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acquaintance acquired admiration affections allowed amidst amusement appearance attended battle of Culloden behaviour called character circumstances conversation desire dinner distress Duke of Cumberland Emilia fame fashion father favour feelings Figure-making flatter Flint folly fortune French frequently genius gentleman give Hamlet happy heard honour humour imagination indulge Italian languages Jemmy lately learned letter live lively colours look Louisa Lucullus manners marriage mean melancholy Melfort ment mind Mirror Miss Juliana nature neighbour neral never nonsense verses object obliged observed paper perhaps persons pleased pleasure possessed pride of mind racter readers received satire of Juvenal SATURDAY Scotland seemed sensible sentiment servants shew sign-post Sir Edward sister situation society sometimes soon sort spirit taste tell thing thought tion told torrent streams town trifles uneasiness Venoni virtue wife wish woman writing XXXVII
Page 73 - Ay, but to die, and go we know not where; To lie in cold obstruction and to rot; This sensible warm motion to become A kneaded clod; and the delighted spirit To bathe in fiery floods, or to reside In thrilling region of thick-ribbed ice; To be imprison'd in the viewless winds, And blown with restless violence round about The pendant world; or to be worse than worst Of those that lawless and incertain thoughts Imagine howling: 'tis too horrible!
Page 156 - The spirit that I have seen May be the devil : and the devil hath power To assume a pleasing shape; yea, and perhaps Out of my weakness and my melancholy, — As he is very potent with such spirits, — Abuses me to damn me: I'll have grounds More relative than this: — the play's the thing Wherein I'll catch the conscience of the king.
Page 39 - That care, however, which watched his health was not repaid with success ; he was always more delicate, and more subject to little disorders than I; and at last, after completing his seventh year, was seized with a fever, which, in a few days, put an end to his life, and transferred to me the inheritance of my ancestors.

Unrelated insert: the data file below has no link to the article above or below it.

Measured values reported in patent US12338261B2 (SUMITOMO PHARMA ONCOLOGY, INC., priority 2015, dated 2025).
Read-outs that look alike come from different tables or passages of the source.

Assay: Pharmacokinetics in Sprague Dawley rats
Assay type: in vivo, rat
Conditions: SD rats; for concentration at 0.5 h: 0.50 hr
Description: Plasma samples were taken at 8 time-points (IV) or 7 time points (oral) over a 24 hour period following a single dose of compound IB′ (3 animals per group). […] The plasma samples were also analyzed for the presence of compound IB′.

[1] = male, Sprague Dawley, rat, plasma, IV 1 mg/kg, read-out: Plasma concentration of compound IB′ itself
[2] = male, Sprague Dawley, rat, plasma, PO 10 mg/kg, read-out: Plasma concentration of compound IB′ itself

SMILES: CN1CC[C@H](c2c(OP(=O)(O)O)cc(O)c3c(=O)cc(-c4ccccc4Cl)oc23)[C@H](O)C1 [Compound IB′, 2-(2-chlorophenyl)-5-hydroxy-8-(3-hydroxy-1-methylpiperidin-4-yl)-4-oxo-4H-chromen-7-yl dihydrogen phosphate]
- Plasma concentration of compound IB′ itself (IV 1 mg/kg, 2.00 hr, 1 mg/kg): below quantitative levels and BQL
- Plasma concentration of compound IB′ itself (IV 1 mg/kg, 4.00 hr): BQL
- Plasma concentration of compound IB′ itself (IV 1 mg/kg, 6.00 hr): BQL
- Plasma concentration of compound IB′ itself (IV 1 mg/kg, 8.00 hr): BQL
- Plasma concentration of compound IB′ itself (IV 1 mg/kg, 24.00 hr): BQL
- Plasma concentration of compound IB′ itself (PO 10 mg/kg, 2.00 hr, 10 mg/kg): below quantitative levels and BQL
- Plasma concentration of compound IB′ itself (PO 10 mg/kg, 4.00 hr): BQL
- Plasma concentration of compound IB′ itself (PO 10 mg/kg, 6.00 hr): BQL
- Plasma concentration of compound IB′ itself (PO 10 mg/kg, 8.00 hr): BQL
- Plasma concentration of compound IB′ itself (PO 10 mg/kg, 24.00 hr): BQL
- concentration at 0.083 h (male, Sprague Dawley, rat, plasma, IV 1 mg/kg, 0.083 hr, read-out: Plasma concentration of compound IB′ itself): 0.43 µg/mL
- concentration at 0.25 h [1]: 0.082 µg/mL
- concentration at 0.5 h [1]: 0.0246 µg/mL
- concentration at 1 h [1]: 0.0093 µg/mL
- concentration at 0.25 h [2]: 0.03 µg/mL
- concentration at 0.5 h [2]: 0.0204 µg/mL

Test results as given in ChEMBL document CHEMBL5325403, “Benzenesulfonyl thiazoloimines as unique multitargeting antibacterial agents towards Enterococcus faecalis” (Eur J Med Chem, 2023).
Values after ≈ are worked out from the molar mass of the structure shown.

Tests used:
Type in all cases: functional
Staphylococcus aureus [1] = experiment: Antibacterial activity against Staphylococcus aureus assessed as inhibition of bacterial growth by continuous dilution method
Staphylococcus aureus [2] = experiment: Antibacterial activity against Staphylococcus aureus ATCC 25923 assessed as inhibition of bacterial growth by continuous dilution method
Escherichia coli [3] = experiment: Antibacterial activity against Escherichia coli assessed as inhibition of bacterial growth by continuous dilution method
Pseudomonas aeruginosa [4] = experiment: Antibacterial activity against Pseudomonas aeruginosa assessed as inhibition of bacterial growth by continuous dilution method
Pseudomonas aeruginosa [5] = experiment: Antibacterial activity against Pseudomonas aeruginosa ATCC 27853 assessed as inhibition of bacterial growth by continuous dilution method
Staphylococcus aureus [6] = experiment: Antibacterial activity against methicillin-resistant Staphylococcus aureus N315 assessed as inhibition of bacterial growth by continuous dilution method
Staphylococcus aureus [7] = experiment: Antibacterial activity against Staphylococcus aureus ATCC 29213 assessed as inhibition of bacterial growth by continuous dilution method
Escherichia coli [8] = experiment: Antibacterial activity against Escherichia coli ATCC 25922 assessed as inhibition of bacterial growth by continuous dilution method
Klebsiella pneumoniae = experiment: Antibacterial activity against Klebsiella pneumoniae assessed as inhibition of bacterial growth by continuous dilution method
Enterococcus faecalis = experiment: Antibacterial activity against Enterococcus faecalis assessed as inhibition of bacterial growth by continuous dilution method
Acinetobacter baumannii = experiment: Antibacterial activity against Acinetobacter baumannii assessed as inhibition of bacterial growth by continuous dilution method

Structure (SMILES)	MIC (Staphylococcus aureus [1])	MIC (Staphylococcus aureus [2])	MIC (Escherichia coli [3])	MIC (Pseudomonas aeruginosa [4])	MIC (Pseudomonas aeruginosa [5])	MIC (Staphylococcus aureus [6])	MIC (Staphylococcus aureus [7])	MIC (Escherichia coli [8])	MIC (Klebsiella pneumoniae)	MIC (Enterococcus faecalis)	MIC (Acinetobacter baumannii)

Page 73 - tis too horrible ! The weariest and most loathed worldly life, That age, ache, penury, and imprisonment Can lay on nature, is a paradise To what we fear of death.
Page 159 - And will he not come again? And will he not come again? No, no, he is dead; Go to thy death-bed, He never will come again. His beard was as white as snow All flaxen was his poll, He is gone, he is gone, And we cast away moan: God ha
Page 70 - Were I a father, I should take a particular care to preserve my children from these little horrors of imagination, which they are apt to contract when they are young, and are not able to shake off when they are in years.
Page 222 - The idea of publishing a periodical paper in Edinburgh, took its rise in a company of gentlemen, whom particular circumstances of connection brought frequently together. Their discourse often turned upon subjects of manners, of taste, and of literature. By one of those accidental resolutions, of which the origin cannot easily be traced, it was determined to put their thoughts into writing, and to read them for the entertainment...
Page 217 - Edward's whole tenderness and attention were called forth to mitigate her grief; and, after its first transports had subsided, he carried her to London, in hopes that objects new to her, and commonly attractive to all, might contribute to remove it. With a man possessed of feelings like Sir Edward's, the affliction of Louisa gave a certain respect to his attentions.
Page 212 - He could not help expressing some surprise at the appearance of refinement in the conversation of the latter, much beyond what her situation seemed likely to confer. Her father accounted for it. She had received her education in the...